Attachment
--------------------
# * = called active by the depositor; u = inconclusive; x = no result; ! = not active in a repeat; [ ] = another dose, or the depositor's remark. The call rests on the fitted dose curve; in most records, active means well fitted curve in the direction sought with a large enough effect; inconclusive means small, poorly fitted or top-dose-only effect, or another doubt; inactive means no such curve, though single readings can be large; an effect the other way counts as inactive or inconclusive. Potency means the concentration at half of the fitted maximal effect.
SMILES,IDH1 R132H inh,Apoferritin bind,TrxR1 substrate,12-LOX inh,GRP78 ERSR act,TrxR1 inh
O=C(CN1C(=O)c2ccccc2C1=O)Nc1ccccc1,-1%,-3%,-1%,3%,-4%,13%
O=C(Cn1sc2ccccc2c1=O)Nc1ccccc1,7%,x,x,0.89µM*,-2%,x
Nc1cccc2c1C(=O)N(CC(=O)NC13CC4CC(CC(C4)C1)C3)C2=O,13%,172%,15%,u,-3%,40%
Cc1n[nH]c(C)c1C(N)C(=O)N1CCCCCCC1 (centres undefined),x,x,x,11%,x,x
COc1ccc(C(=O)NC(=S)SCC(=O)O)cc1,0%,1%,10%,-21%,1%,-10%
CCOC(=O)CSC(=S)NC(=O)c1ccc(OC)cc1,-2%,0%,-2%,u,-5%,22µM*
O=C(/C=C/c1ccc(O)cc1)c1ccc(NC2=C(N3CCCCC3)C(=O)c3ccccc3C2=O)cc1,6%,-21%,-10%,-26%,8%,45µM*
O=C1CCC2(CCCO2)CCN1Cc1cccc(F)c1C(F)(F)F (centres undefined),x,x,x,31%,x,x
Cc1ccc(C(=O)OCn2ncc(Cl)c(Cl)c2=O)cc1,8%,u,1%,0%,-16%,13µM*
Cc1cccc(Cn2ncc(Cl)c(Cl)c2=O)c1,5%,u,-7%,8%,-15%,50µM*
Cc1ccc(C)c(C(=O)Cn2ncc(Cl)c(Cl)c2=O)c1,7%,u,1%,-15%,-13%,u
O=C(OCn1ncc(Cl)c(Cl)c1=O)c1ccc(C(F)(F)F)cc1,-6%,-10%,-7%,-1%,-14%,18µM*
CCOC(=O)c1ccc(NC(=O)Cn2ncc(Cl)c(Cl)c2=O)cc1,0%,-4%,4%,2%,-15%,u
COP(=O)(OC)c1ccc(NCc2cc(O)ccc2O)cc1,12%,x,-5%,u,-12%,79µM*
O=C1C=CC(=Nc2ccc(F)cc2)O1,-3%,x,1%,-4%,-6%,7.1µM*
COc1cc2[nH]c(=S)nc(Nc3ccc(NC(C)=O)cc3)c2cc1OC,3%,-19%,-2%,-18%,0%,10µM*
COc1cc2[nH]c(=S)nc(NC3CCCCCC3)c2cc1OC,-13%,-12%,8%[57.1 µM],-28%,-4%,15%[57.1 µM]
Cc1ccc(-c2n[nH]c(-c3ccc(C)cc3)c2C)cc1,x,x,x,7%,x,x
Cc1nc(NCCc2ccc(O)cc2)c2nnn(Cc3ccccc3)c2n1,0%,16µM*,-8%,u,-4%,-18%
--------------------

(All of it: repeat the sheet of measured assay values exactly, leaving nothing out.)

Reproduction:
# * = called active by the depositor; u = inconclusive; x = no result; ! = not active in a repeat; [ ] = another dose, or the depositor's remark. The call rests on the fitted dose curve; in most records, active means well fitted curve in the direction sought with a large enough effect; inconclusive means small, poorly fitted or top-dose-only effect, or another doubt; inactive means no such curve, though single readings can be large; an effect the other way counts as inactive or inconclusive. Potency means the concentration at half of the fitted maximal effect.
SMILES,IDH1 R132H inh,Apoferritin bind,TrxR1 substrate,12-LOX inh,GRP78 ERSR act,TrxR1 inh
O=C(CN1C(=O)c2ccccc2C1=O)Nc1ccccc1,-1%,-3%,-1%,3%,-4%,13%
O=C(Cn1sc2ccccc2c1=O)Nc1ccccc1,7%,x,x,0.89µM*,-2%,x
Nc1cccc2c1C(=O)N(CC(=O)NC13CC4CC(CC(C4)C1)C3)C2=O,13%,172%,15%,u,-3%,40%
Cc1n[nH]c(C)c1C(N)C(=O)N1CCCCCCC1 (centres undefined),x,x,x,11%,x,x
COc1ccc(C(=O)NC(=S)SCC(=O)O)cc1,0%,1%,10%,-21%,1%,-10%
CCOC(=O)CSC(=S)NC(=O)c1ccc(OC)cc1,-2%,0%,-2%,u,-5%,22µM*
O=C(/C=C/c1ccc(O)cc1)c1ccc(NC2=C(N3CCCCC3)C(=O)c3ccccc3C2=O)cc1,6%,-21%,-10%,-26%,8%,45µM*
O=C1CCC2(CCCO2)CCN1Cc1cccc(F)c1C(F)(F)F (centres undefined),x,x,x,31%,x,x
Cc1ccc(C(=O)OCn2ncc(Cl)c(Cl)c2=O)cc1,8%,u,1%,0%,-16%,13µM*
Cc1cccc(Cn2ncc(Cl)c(Cl)c2=O)c1,5%,u,-7%,8%,-15%,50µM*
Cc1ccc(C)c(C(=O)Cn2ncc(Cl)c(Cl)c2=O)c1,7%,u,1%,-15%,-13%,u
O=C(OCn1ncc(Cl)c(Cl)c1=O)c1ccc(C(F)(F)F)cc1,-6%,-10%,-7%,-1%,-14%,18µM*
CCOC(=O)c1ccc(NC(=O)Cn2ncc(Cl)c(Cl)c2=O)cc1,0%,-4%,4%,2%,-15%,u
COP(=O)(OC)c1ccc(NCc2cc(O)ccc2O)cc1,12%,x,-5%,u,-12%,79µM*
O=C1C=CC(=Nc2ccc(F)cc2)O1,-3%,x,1%,-4%,-6%,7.1µM*
COc1cc2[nH]c(=S)nc(Nc3ccc(NC(C)=O)cc3)c2cc1OC,3%,-19%,-2%,-18%,0%,10µM*
COc1cc2[nH]c(=S)nc(NC3CCCCCC3)c2cc1OC,-13%,-12%,8%[57.1 µM],-28%,-4%,15%[57.1 µM]
Cc1ccc(-c2n[nH]c(-c3ccc(C)cc3)c2C)cc1,x,x,x,7%,x,x
Cc1nc(NCCc2ccc(O)cc2)c2nnn(Cc3ccccc3)c2n1,0%,16µM*,-8%,u,-4%,-18%